Recycling Efforts:
It’s hard for a business in Richmond to recycle. Most efforts have to be outsourced to third parties. However, recycling is something we’ve been doing since 1989 and it first starts internally with our stewards.

From our break rooms to our offices, recycling stations and bins are easily available. We separate bottles, cans, and especially dry paper. Stations are clearly labeled throughout the store and used regularly by stewards. Stewards are also required to have their own coffee/drinking container so that paper cups are not used.  For larger items such as the many cardboard boxes we go through, we flatten each box and then put it through our cardboard bailer. These cardboard boxes are then taken away to be recycled and used again.

When it comes to customer recycling, we make it as easy as possible. Large recycling stations are located in the store and outside of the store in the dining areas. Bins are clearly labeled so that we reduce the amount of material thrown in the wrong container. It is estimated that at least 60% of our store-generated waste is recycled.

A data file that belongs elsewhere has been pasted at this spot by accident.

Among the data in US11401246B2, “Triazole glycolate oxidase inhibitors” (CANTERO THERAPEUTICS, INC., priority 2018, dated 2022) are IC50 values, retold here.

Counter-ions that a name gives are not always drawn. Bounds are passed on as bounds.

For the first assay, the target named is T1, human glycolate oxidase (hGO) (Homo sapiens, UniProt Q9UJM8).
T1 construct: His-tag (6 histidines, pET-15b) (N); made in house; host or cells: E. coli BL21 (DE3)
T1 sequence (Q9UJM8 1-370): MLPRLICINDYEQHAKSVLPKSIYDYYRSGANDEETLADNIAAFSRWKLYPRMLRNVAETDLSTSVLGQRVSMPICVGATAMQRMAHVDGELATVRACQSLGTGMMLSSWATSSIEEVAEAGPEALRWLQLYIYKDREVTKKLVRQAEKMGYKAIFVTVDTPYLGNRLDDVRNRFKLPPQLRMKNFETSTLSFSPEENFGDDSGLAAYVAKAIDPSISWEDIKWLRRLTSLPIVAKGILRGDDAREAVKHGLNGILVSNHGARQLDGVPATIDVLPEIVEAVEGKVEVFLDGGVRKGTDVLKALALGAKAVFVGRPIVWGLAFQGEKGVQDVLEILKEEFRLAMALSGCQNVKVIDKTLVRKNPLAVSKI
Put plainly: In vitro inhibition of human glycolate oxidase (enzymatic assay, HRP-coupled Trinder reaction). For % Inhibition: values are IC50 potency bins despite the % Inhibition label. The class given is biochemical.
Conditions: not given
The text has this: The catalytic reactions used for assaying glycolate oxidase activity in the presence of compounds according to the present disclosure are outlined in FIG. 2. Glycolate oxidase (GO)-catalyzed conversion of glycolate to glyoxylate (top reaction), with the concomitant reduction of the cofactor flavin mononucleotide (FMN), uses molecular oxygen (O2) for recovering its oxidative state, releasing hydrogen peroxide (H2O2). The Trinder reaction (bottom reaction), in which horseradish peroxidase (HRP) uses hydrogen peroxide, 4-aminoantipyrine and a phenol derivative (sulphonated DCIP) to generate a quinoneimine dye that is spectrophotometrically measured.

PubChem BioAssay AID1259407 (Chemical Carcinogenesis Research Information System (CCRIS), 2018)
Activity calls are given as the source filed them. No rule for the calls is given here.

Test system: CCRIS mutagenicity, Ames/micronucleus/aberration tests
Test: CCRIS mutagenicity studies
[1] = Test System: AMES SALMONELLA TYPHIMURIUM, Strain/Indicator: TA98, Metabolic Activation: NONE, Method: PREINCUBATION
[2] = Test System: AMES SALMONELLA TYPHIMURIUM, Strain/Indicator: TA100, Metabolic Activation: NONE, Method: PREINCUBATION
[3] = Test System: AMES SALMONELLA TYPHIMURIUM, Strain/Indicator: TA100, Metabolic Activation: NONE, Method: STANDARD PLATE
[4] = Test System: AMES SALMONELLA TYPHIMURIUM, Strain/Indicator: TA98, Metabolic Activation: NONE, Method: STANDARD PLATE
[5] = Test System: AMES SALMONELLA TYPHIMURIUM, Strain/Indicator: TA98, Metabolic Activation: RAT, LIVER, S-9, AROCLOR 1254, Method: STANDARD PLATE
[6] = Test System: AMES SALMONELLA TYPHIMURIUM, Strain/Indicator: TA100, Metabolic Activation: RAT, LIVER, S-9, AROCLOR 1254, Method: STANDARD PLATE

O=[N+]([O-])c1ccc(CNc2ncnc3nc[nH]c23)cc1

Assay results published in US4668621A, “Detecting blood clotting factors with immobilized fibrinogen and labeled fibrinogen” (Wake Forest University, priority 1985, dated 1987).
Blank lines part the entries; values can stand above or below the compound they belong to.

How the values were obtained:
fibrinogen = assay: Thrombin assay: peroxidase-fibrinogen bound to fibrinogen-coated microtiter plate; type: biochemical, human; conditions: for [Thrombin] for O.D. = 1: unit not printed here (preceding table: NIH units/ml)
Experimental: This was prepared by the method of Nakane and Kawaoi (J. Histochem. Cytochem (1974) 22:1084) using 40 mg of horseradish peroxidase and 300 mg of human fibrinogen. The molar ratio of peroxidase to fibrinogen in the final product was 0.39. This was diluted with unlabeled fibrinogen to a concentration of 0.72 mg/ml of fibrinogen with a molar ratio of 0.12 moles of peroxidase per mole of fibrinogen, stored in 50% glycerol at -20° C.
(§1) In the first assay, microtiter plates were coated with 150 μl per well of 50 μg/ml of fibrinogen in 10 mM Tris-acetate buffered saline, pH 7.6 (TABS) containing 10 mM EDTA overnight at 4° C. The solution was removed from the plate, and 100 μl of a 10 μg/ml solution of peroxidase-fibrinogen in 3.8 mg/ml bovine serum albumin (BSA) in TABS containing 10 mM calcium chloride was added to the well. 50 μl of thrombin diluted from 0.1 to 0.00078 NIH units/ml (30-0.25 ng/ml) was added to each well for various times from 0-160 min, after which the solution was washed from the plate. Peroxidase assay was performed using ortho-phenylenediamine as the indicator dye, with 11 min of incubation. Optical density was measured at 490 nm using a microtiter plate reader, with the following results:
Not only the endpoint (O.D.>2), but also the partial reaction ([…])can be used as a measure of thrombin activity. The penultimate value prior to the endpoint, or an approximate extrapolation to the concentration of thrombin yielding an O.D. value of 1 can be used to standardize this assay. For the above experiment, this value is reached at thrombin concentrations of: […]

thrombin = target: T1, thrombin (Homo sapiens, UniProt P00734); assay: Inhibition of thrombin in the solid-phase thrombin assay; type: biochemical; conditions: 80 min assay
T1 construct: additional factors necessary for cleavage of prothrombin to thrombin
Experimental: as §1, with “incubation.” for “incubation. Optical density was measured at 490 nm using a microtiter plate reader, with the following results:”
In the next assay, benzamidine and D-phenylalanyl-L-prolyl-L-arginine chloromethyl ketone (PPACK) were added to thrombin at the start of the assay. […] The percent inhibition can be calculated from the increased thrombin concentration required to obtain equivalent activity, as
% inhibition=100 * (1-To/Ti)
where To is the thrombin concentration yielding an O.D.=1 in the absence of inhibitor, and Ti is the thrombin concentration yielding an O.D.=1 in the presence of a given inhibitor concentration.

Reusable and Compostable Food Containers:
Our hot bar, vegetarian bar, and salad bar are popular destinations for those looking for a delicious, fresh meal.  In an effort to further our environmental stewardship we incentivize customers to purchase reusable BPA free plastic containers, use dishes as opposed to one-time-use containers and offer compostable containers for those to the go. Many options that are all provided in an effort to lessen our environmental impact.

A BPA-free Environment
BPA-freeBPA (which stands for bisphenol A) is an industrial chemical that’s been used in the majority of plastic manufacturing and resins since the 1960’s. Although it’s getting easier and easier to find plastics that are BPA-free, the majority of these materials out there are filled with the harsh chemical. Research has shown that BPA can seep into food, beverages, and even your body and has also been linked to reproductive problems, brain impairments, cancer, obesity and more. It’s a chemical we’re not too fond of. In an effort to eliminate the chemical from our store, we’re taking the following steps. 1) Sourcing from companies that package with BPA-Free plastics. 2) Banning the use of petroleum-based plastic bags 3) Encouraging our customers to bring in their own containers for water, bulk items, and food dishes. 4) Providing our customers with non-plastic based to-go containers and BPA-free drinking containers. 5)Using BPA-free thermal receipt tape at all of our registers.

Rain Barrels: